With Project Treble, Google promised us faster Android updates by helping OEMs release them at a quicker pace. However, the only way to determine if Treble was actually working was to wait until there was enough data to see any trends develop.
With two Android releases under its belt since the first push of Project Treble began (Android 8 Oreo and Android 9 Pie), Google can now conclusively say that Treble is a success. It has helped Android OEMs deliver faster updates to more devices than ever before.
According to Google, there were two points in time that were very important for examining Treble’s effect. The first is July 2018, right before the launch of Android 9 Pie. The second was this past August, right before the launch of Android 10. By examining these two points in time, Google could determine how well the previous Android update of each year fared after a full year of OEM updates.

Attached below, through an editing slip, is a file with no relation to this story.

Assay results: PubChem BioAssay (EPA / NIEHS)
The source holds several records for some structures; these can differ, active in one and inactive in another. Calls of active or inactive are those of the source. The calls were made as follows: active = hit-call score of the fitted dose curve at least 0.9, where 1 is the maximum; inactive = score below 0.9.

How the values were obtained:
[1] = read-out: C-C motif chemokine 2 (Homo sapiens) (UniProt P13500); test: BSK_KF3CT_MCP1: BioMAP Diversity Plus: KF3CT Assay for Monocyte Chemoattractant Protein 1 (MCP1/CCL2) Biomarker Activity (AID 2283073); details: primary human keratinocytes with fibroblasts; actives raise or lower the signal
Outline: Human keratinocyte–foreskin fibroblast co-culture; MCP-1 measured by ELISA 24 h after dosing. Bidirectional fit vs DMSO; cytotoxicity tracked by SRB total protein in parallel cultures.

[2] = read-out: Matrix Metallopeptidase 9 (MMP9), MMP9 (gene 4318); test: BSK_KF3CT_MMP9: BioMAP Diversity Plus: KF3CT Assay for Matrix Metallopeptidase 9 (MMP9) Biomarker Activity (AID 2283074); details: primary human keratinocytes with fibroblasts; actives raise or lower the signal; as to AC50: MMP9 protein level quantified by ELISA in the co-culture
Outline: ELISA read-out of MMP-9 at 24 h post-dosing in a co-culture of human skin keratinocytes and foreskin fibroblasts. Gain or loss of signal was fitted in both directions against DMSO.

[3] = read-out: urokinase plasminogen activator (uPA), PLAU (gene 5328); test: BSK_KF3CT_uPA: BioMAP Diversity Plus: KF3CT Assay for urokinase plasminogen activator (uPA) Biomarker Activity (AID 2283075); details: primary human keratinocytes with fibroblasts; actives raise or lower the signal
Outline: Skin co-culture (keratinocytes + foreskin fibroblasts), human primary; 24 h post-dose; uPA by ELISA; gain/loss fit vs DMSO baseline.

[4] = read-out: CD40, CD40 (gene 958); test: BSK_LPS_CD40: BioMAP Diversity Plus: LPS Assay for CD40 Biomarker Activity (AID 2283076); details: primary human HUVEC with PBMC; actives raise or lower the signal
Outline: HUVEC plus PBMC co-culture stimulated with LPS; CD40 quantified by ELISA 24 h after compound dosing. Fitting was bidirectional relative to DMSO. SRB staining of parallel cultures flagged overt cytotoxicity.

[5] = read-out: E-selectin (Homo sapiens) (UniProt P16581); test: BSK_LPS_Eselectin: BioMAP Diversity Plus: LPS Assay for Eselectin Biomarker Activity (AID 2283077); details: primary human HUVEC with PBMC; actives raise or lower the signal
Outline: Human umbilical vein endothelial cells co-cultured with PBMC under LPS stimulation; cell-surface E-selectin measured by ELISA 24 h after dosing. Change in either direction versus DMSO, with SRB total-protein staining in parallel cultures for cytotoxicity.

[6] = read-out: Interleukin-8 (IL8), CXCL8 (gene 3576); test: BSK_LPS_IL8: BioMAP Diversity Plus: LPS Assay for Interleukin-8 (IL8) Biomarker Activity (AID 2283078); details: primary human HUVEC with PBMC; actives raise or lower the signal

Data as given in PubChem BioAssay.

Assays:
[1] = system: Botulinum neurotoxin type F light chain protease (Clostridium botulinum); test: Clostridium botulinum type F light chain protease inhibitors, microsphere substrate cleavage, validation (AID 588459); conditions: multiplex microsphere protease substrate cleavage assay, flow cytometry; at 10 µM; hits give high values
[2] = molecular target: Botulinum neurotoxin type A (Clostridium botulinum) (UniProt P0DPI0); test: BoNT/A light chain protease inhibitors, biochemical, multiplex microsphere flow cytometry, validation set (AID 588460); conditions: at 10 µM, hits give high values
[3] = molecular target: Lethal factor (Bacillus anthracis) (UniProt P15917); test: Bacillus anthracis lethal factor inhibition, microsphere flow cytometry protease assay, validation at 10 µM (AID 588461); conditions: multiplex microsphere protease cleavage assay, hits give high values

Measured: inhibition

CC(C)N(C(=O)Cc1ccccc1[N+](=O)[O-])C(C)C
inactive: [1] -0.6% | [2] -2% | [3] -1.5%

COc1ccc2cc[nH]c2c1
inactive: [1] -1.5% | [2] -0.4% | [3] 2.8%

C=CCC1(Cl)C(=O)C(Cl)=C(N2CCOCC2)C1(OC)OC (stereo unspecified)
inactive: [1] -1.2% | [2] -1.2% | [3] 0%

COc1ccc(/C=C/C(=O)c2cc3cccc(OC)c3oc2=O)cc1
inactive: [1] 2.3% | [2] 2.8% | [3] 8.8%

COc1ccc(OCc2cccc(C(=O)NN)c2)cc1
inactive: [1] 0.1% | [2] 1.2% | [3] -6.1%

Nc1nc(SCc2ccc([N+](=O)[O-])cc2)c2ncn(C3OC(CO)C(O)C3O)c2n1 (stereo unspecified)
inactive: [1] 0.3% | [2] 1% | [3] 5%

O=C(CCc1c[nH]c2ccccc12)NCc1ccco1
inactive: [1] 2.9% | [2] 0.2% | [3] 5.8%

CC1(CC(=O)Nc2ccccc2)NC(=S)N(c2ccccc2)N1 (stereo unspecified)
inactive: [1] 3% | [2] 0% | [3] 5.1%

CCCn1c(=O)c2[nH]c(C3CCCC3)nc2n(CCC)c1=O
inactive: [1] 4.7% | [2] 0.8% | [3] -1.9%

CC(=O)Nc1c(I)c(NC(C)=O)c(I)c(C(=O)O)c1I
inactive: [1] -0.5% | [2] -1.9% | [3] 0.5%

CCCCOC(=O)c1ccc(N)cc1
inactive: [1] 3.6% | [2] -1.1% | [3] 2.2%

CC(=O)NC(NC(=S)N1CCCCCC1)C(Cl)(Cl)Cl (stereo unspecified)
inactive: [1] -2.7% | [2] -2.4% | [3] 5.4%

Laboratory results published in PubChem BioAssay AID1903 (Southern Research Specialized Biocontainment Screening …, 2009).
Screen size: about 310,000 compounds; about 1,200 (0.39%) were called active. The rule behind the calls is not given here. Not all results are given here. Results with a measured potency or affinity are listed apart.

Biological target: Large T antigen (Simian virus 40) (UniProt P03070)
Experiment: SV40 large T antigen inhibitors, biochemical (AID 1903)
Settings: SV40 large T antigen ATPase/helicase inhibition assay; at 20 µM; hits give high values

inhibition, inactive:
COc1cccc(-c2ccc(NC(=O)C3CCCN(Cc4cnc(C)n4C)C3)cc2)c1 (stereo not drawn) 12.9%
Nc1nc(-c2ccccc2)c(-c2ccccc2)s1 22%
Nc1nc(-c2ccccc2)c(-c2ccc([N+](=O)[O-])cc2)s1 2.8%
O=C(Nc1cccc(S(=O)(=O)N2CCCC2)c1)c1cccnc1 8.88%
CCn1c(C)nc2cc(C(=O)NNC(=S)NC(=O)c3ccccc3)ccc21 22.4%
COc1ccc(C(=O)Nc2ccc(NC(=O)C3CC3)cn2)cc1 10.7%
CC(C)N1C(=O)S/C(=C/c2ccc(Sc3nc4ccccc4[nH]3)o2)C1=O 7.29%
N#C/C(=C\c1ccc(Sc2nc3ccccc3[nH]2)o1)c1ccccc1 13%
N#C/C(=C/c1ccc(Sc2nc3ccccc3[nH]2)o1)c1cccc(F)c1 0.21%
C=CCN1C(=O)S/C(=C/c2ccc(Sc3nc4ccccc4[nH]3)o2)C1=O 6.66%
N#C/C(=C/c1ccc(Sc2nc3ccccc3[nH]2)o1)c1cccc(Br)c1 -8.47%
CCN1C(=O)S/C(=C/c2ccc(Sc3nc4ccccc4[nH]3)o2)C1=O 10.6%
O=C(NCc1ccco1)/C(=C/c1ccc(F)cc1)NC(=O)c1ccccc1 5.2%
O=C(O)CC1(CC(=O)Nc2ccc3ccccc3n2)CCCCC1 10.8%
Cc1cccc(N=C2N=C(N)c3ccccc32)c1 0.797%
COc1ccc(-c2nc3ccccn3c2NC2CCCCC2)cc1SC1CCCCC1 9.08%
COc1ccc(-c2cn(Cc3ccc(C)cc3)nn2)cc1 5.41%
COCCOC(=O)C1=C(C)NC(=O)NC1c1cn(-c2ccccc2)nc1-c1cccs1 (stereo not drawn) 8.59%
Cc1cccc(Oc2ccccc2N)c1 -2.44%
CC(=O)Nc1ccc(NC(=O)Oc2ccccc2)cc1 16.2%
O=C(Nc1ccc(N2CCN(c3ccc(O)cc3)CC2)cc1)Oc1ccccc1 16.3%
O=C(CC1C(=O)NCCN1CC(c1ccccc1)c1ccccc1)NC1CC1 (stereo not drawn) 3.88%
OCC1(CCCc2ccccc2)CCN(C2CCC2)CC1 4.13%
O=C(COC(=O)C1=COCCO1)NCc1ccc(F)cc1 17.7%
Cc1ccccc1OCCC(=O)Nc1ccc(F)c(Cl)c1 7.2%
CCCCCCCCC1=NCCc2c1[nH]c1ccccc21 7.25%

Check out for yourself how that looks in the chart below:
The chart shows that Android 9 Pie landed on far more devices in one year’s time than Android 8 Oreo did in the prior year.
As far as distribution percentages go, Google says that Oreo was on 8.9% of Android devices a year after its launch, while Pie was on 22.6% after a year. That 22.6% number makes Pie the largest fraction of the entire Android ecosystem.
Although we won’t know anything about how Treble affects Android 10’s distribution numbers until late summer next year, at the earliest, we can assume that it will be even more successful than Android 9 Pie. We’re comfortable with that assumption because more devices are already on Android 10 than were on Pie around this time last year, including devices from OnePlus, Xiaomi, Essential, and others. Even Samsung is already testing Android 10 beta programs for the Galaxy S10 series and LG has promised to deliver Android 10 to devices by the end of this year.